Social and Emotional Picture Books for Face-to-Face Learning

Two masks are featured next to a title. One mask has a smile, while the other has a frown. The title in the image says Social and Emotional Picture Books for Face-to-Face Learning

How are you feeling about starting the new school year in a face-to-face environment? Anxious? Worried? You are not alone. Your learning community is probably feeling the same way. So, how do we help everyone feel more comfortable? Start by looking at the “School Librarian Role in Pandemic Learning Conditions” by AASL. The first row pinpoints the role of the school librarian in a face-to-face teaching environment. Notice how social and emotional needs are addressed for the entire learning community.

Picture books can offer relevant lessons in social and emotional learning. Below are a list of books with lesson ideas that might help everyone feel better.

What If…? Then We…: Short, Very Short, Shorter-Than-Ever Possibilities

Sometimes our brains get caught up in creating stories about things that might happen in the future. We find ourselves ruminating about outcomes that may not even happen. Instead of fretting, we could try imagining a scenario that helps us feel better. In the book What If…? Then We... by Rebecca Kai Dotlich and Fred Koehler, two polar bear friends create solutions for different possibilities. All scenarios are short; just like the title promises. This is my favorite short possibility:

What if something really big and really scary happened?”

Then we would whistle and hold hands until it wasn’t as big or as scary.”

This book inspires readers to turn their worries into a story. Challenge learners to create their own “What if…? Then I…” scenarios. They can write and illustrate a short possibility using paper or an electronic platform. The solution can be real or imagined. This strategy may help learners take control over their worrisome feelings.

Harrison P. Spader, Personal Space Invader

Are you looking for a fun way to show learners how to stay 6 feet apart from each other? Try reading Harrison P. Spader, Personal Space Invader by Christianne C. Jones and Cale Atkinson. In this story, we first see how Harry, a hippo, gets too close to everyone he meets. He eventually learns a cute rhyme that helps him keep a respectable distance from people. After reading the story, ask learners why we need to stay 6 feet apart from each other. Then brainstorm other ways to help each other maintain a safe distance.

The Don’t Worry Book

How do you handle worrisome feelings? Author Todd Parr gives us great tips in his book The Don’t Worry Book. Readers will love the bold colors and simple shapes that illustrate a meaningful story. Click here to watch Parr read his book. He does a great job connecting with his virtual viewers. After watching the video, discuss strategies to help learners work through their worries. Personalize the lesson by sharing a tip you use to manage feelings. Invite learners to share their strategies for letting go of worrisome thoughts and feelings. Create a chart and post it for all to see in times of need.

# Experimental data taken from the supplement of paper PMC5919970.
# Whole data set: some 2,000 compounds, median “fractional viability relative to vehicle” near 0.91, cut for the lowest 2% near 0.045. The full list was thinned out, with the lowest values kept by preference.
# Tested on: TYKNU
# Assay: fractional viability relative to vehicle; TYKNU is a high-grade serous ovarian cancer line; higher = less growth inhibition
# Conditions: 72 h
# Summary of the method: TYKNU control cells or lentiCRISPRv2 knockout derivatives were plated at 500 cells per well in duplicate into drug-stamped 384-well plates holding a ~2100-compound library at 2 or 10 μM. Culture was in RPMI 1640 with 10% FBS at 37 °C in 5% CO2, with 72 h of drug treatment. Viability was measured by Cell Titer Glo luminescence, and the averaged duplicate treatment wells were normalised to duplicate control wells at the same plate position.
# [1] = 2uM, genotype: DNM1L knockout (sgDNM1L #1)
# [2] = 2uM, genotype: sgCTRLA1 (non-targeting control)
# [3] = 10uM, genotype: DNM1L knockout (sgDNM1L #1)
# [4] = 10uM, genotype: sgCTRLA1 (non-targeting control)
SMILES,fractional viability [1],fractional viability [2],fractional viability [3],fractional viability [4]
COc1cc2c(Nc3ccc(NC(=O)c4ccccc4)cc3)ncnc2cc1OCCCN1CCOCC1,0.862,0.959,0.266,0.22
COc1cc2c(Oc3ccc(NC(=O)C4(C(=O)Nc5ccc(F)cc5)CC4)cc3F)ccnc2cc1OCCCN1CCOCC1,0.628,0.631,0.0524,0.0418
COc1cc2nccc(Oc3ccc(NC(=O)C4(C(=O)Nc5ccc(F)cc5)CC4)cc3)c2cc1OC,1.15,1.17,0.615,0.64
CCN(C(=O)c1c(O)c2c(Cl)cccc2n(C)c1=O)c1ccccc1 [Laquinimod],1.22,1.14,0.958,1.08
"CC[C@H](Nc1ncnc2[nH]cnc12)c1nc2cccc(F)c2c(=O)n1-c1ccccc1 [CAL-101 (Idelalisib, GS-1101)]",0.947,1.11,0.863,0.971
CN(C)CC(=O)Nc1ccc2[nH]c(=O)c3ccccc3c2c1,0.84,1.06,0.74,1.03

I’m Worried

If you are looking for a book about staying present and appreciating the here and now, read I’m Worried by Michael Ian Black and Debbie Ridpath Ohi. This story will help readers realize that worrying about the future is a waste of time. It’s more fun to enjoy the people and opportunities that are right in front of us. Click here to watch Black read the story and Ohi illustrate the flamingo in the story. Viewers will learn from Ohi how to enjoy the process of making mistakes rather than worrying about being perfect.

Lesson Idea: Invite learners to practice mindful breathing by watching this fun video: “Kids Meditation: Square Breathing (Focus & Calm)” by MyLife.

The Thank You Book

When we find ourselves full of feelings that make the world seem bleak, we can add light to the day by giving thanks. In The Thank You Book by Mary Lyn Ray and Stephanie Graegin, readers will realize the wonderful things life has to offer. The story feels like a meditative walk through an ordinary day. After reading, invite learners to make a “thank you” list. Learners will list things, people, or events that make them feel good. They can put the list in their pocket. When learners start to worry about something, they can take a few deep breathes, relax their muscles, and read their list to remind them about the good things in life.

The Rabbit Listened

Wondering how to help learners work through strong feelings? Try sitting with them and just listening. Click here to watch author/illustrator Cori Doerrfeld read her book The Rabbit Listened. After watching, invite learners to discuss why listening to a distressed friend is helpful. Challenge learners to try acting like the rabbit when someone is upset. Notice what happens. Does it help? Why or why not? Share at the next class meeting.

Why the Face?

What clues do we use to tell how others feel? Sometimes, we rely on facial expressions. In the story Why the Face by Jean Jullienne, readers will have fun guessing why the characters are making faces. After reading, ask learners what clues they use to tell how someone feels when they are wearing a mask. Discuss why it is important to consider other people’s feelings.

Now it’s your turn. What books are you reading to support learners during the pandemic? Please share in the comment box below! 


Author: Maureen Schlosser

Author: Lessons Inspired by Picture Books for Primary Grades and Social and Emotional Learning for Picture Book Readers published by ALA Editions
Skillshare Teacher:

Categories: Blog Topics, Collection Development, Student Engagement/ Teaching Models

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1 reply

  1. This is a fantastic list!

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